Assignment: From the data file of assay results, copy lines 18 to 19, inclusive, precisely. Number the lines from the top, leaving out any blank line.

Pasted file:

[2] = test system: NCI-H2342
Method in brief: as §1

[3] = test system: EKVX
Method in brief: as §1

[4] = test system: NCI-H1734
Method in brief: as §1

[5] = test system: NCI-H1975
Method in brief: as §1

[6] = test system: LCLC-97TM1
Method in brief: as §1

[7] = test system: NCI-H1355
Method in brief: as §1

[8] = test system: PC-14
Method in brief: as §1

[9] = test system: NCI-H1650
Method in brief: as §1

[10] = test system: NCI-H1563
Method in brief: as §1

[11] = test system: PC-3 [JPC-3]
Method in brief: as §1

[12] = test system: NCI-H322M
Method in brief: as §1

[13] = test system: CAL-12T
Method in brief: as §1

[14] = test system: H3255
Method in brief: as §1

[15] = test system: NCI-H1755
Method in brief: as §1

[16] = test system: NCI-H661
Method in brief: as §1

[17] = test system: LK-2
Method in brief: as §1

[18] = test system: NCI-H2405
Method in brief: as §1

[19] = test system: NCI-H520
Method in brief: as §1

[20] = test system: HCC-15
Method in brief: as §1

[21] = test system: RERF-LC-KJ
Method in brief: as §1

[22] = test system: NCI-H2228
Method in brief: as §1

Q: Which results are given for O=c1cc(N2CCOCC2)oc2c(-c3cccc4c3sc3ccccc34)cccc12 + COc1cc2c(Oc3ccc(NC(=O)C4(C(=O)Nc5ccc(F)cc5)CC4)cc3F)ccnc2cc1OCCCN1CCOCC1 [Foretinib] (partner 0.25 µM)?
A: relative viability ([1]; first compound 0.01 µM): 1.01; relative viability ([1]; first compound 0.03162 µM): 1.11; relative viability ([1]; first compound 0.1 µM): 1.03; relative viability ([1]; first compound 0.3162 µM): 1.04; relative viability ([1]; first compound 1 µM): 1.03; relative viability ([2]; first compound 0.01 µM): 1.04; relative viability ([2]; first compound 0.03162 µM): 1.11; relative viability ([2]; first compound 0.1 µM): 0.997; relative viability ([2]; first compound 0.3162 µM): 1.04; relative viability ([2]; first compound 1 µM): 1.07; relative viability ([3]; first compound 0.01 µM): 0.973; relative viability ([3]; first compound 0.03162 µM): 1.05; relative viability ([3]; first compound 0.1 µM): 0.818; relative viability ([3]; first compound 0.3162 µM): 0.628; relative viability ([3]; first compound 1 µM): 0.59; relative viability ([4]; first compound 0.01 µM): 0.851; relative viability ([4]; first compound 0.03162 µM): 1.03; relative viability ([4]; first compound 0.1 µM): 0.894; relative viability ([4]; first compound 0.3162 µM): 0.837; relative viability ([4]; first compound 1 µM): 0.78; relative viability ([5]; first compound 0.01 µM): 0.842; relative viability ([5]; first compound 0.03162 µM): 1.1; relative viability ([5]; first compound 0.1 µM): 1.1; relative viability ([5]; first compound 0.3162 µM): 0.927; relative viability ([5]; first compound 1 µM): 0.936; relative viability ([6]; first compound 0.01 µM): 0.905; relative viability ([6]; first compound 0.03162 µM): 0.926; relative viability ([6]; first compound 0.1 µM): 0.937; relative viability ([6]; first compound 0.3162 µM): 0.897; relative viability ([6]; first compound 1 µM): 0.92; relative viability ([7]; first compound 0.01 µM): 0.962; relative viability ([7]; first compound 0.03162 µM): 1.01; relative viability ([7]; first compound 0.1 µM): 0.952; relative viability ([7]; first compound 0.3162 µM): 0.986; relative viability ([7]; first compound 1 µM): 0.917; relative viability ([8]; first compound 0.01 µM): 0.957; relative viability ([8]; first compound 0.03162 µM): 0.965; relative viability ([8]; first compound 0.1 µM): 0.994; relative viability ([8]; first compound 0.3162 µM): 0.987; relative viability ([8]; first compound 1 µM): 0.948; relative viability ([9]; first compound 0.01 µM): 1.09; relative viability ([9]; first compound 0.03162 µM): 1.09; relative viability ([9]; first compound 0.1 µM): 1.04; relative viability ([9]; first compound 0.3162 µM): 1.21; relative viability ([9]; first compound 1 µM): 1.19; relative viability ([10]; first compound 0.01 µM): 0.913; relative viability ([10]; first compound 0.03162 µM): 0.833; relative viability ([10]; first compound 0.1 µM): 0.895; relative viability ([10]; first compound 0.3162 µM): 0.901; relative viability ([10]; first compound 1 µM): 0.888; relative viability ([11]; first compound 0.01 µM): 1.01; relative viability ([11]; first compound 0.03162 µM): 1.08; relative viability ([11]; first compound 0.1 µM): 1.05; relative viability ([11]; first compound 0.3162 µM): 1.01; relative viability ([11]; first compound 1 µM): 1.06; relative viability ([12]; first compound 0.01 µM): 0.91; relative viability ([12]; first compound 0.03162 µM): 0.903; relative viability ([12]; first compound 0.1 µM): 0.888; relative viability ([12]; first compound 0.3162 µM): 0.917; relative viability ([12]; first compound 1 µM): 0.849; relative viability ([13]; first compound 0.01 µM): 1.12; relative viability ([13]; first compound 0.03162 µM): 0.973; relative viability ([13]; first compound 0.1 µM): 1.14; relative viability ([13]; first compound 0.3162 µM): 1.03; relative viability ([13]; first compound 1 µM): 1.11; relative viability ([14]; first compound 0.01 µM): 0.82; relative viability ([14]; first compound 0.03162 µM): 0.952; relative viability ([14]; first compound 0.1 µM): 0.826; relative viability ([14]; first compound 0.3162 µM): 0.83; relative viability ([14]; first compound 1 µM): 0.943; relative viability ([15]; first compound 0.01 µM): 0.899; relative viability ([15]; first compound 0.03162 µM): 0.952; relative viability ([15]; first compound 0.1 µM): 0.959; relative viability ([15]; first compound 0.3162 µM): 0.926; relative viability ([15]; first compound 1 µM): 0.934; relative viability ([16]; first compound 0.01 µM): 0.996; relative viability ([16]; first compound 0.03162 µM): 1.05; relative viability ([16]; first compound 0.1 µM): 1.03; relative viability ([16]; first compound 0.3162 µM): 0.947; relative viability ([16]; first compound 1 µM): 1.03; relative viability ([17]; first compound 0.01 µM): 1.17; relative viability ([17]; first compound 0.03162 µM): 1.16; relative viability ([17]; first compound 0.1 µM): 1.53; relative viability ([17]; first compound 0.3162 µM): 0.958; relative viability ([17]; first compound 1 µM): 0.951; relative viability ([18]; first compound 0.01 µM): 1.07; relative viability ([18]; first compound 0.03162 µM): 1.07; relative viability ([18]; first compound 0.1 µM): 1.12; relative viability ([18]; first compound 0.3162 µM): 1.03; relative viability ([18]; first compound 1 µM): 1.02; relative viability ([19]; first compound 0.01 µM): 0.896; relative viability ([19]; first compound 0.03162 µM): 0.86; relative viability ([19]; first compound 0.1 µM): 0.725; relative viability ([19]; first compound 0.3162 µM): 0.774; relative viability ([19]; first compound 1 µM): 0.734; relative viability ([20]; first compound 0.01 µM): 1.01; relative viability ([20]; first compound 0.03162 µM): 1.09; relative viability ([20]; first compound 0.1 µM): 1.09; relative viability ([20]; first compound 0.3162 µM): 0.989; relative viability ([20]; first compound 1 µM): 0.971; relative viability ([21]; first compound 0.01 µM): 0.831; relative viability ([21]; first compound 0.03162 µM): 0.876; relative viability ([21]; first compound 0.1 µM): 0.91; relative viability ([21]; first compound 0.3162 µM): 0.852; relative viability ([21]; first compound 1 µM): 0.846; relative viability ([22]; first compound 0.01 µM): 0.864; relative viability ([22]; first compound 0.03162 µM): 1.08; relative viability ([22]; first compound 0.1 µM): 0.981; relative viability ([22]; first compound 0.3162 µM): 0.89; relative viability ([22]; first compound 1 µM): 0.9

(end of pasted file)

Method in brief: as §1

[11] = test system: PC-3 [JPC-3]